When I was a kid, the most risque shirt I was ever allowed to own pictured a roll of Lifesavers Originals that read “Heartbreaker” where the brand name should have been. I think I ended up with it thanks to a bag of hand-me-downs from an obviously more badass youth, and it somehow slipped through the cracks of our conservative household where seven-year-olds don’t usually get to wear such hot items. I loved that shirt because I loved how it felt to wear, cruising through the neighborhood on my purple Huffy like I was a teenager. One of the first times I think my older self would have screamed, “NO. DON’T DO IT. DON’T GLORIFY THIS.” Glorify scraped knees and fireflies and every fucking day your big brother lets you play with his GI Joes. But this? No, kid. Not this. If I wrote a letter to my seven-year-old self, it would be wildly inappropriate and too hard for a child brain to understand. “I’m gonna do what?” I would ask, fearing the punishment of hell. Maybe I can write my 26-year-old self a letter as though it was to my seven-year-old self at 26. Don’t think about it too hard. Sometimes things don’t make sense outside of your own head.
When you were a child, what did you envision yourself to be as you climbed on in years? That was not rhetorical. I was sure that high-school would bring popularity and pom poms, a high ponytail of a blonde waterfall, and a boyfriend not so unlike Jonathan Taylor Thomas. At 17 I was just shy of that dream with an almost-black bob and an undying love for the quintessential sad-boy. A self-proclaimed alcoholic at the tender age of 21 whose teeth shone of cigarettes. In the tradition of romanticizing melancholia, I did find romance in it and I unknowingly dove into something that dies hard: A Savior Complex. I cried many tears over that one, but the only ones I remember were on Christmas Eve when visions of someone that was too self-destructive to allow themselves to be with me danced in my head. You know why you never forget your first love? Because you never forget your first heartbreak.
And that was all. High school was as far as I imagined as a seven-year-old child, envisioning just about ten years ahead at any given age. Through the years I’ve had plans to be a college girl, a missionary, and have a baby well before 30. And no matter what, dreams of my own family always faded to images of only myself and a little girl. I was going to be my mother and I.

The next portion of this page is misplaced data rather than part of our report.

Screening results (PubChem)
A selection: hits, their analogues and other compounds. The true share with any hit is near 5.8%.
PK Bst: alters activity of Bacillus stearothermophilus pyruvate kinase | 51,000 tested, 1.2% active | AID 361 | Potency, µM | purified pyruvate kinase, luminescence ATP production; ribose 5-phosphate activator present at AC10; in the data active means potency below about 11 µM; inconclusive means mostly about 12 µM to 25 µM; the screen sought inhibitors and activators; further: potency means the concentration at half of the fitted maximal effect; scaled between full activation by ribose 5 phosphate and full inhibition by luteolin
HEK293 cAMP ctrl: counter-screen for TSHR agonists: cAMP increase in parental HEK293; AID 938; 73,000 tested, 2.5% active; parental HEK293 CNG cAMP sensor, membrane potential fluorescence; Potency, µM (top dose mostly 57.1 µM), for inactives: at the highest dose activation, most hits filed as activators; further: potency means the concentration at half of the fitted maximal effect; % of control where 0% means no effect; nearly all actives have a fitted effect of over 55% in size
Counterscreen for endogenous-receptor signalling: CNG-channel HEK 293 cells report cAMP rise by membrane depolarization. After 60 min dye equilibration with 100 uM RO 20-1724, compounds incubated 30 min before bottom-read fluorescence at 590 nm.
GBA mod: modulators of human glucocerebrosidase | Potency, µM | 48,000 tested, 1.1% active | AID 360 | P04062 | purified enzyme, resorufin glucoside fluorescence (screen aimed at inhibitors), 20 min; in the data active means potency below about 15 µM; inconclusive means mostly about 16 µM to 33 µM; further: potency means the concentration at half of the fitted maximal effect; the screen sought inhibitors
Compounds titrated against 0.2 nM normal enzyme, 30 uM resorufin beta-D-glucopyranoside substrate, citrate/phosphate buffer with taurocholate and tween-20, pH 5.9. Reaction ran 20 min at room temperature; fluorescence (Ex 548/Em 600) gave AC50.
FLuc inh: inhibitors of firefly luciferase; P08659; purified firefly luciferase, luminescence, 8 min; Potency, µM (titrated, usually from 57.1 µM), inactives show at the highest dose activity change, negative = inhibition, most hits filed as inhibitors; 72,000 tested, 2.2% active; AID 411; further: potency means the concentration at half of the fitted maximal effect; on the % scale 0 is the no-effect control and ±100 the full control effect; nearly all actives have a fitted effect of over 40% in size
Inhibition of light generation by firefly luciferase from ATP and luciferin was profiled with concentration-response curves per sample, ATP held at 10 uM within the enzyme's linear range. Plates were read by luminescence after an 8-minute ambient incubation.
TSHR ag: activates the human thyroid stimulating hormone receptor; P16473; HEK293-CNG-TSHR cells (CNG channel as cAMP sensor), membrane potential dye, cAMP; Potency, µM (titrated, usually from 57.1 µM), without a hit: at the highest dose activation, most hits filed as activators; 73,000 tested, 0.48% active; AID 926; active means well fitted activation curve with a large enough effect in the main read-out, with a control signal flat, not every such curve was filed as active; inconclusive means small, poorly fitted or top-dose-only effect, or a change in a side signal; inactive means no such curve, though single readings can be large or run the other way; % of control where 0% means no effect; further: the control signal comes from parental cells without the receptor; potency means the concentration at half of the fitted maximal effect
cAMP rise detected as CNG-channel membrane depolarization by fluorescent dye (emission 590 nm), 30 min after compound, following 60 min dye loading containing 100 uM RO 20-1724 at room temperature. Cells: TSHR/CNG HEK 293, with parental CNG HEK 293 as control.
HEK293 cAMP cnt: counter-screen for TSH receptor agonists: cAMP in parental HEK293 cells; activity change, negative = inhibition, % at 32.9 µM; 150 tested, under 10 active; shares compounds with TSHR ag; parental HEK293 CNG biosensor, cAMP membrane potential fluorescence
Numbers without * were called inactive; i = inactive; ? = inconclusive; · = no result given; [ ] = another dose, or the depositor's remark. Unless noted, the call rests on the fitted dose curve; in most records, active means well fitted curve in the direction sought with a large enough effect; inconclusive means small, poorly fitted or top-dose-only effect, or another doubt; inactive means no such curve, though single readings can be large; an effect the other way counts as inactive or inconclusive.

When I met him, I was breaking up with God. It was one of those relationships where you know it’s over but you keep going through the motions anyway because you just aren’t ready to accept it. Funny to question a savior so much when you think you are one; funny how quickly your tower falls when you kick out its foundation. I was young in the way of porcelain, aching to rid myself of a purity I used to take such pride in. Sitting now in the sanctuary of my room I think back on these years that I fed to the worms. I was shadowed in the hands of a lover, changing my ideas of what missionary meant, and on most Saturdays I lay in bed like I was doing a backstroke to the sound of Netflix; revelling a little too much in my hard earned hangovers. Did you know that adult snakes shed their skins about once a month and younger ones more frequently? It happens over and over and over. As I was losing my fascination with seemingly wasted hours and the sour taste of an indecisive tongue, I held onto something that is now my gospel: Little girl, you will always prefer to be the heartbreak-ee over the heartbreaker.
Baby, please listen. I’m still just a kid, screaming through cathedrals looking for god, hoping my name gets rewritten in your mind to become not a painful memory but a thing that gave you life. And one day, if you’re anything like me, you’ll be shedding skins and you’ll be home eating a croissant for dinner when suddenly something will make you laugh like you haven’t in a long time. You’ll laugh hard and you’ll laugh again until you feel like the best kind of fool standing in your kitchen alone. You’ll remember it wasn’t worms you were feeding the years to. They can have us when we’re dead. I won’t allow them the pleasure now.